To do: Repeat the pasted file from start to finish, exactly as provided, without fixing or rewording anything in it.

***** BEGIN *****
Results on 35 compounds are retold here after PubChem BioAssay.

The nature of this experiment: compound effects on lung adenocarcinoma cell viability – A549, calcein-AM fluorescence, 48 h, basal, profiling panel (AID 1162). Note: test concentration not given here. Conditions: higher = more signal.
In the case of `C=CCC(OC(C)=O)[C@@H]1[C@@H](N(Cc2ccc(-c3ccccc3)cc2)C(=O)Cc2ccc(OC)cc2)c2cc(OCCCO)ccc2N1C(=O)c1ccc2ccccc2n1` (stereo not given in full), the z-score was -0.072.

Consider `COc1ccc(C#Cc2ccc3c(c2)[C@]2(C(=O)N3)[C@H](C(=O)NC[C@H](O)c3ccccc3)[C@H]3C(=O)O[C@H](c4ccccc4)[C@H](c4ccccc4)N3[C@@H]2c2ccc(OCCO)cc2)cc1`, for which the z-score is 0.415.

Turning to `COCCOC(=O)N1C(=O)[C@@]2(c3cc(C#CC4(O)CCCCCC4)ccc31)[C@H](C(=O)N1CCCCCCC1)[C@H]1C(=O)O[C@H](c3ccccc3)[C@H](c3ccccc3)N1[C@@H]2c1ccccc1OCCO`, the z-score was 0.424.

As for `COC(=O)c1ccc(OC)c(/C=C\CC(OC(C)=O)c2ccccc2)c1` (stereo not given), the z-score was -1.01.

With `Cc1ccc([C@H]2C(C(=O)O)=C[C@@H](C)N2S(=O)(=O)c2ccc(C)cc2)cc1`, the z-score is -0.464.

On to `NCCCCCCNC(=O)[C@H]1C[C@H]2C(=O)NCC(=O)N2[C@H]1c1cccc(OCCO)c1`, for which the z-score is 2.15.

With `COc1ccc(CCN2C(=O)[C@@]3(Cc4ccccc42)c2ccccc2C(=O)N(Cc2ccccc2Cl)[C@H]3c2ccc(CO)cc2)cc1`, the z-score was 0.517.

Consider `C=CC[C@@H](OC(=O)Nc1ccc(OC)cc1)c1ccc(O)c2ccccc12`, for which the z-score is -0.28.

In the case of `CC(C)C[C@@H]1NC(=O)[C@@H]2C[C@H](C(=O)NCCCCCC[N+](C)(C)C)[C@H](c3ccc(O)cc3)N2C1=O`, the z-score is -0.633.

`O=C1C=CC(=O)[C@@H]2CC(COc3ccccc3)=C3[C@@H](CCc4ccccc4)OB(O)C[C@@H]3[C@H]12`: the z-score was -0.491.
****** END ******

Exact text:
Results on 35 compounds are retold here after PubChem BioAssay.

The nature of this experiment: compound effects on lung adenocarcinoma cell viability – A549, calcein-AM fluorescence, 48 h, basal, profiling panel (AID 1162). Note: test concentration not given here. Conditions: higher = more signal.
In the case of `C=CCC(OC(C)=O)[C@@H]1[C@@H](N(Cc2ccc(-c3ccccc3)cc2)C(=O)Cc2ccc(OC)cc2)c2cc(OCCCO)ccc2N1C(=O)c1ccc2ccccc2n1` (stereo not given in full), the z-score was -0.072.

Consider `COc1ccc(C#Cc2ccc3c(c2)[C@]2(C(=O)N3)[C@H](C(=O)NC[C@H](O)c3ccccc3)[C@H]3C(=O)O[C@H](c4ccccc4)[C@H](c4ccccc4)N3[C@@H]2c2ccc(OCCO)cc2)cc1`, for which the z-score is 0.415.

Turning to `COCCOC(=O)N1C(=O)[C@@]2(c3cc(C#CC4(O)CCCCCC4)ccc31)[C@H](C(=O)N1CCCCCCC1)[C@H]1C(=O)O[C@H](c3ccccc3)[C@H](c3ccccc3)N1[C@@H]2c1ccccc1OCCO`, the z-score was 0.424.

As for `COC(=O)c1ccc(OC)c(/C=C\CC(OC(C)=O)c2ccccc2)c1` (stereo not given), the z-score was -1.01.

With `Cc1ccc([C@H]2C(C(=O)O)=C[C@@H](C)N2S(=O)(=O)c2ccc(C)cc2)cc1`, the z-score is -0.464.

On to `NCCCCCCNC(=O)[C@H]1C[C@H]2C(=O)NCC(=O)N2[C@H]1c1cccc(OCCO)c1`, for which the z-score is 2.15.

With `COc1ccc(CCN2C(=O)[C@@]3(Cc4ccccc42)c2ccccc2C(=O)N(Cc2ccccc2Cl)[C@H]3c2ccc(CO)cc2)cc1`, the z-score was 0.517.

Consider `C=CC[C@@H](OC(=O)Nc1ccc(OC)cc1)c1ccc(O)c2ccccc12`, for which the z-score is -0.28.

In the case of `CC(C)C[C@@H]1NC(=O)[C@@H]2C[C@H](C(=O)NCCCCCC[N+](C)(C)C)[C@H](c3ccc(O)cc3)N2C1=O`, the z-score is -0.633.

`O=C1C=CC(=O)[C@@H]2CC(COc3ccccc3)=C3[C@@H](CCc4ccccc4)OB(O)C[C@@H]3[C@H]12`: the z-score was -0.491.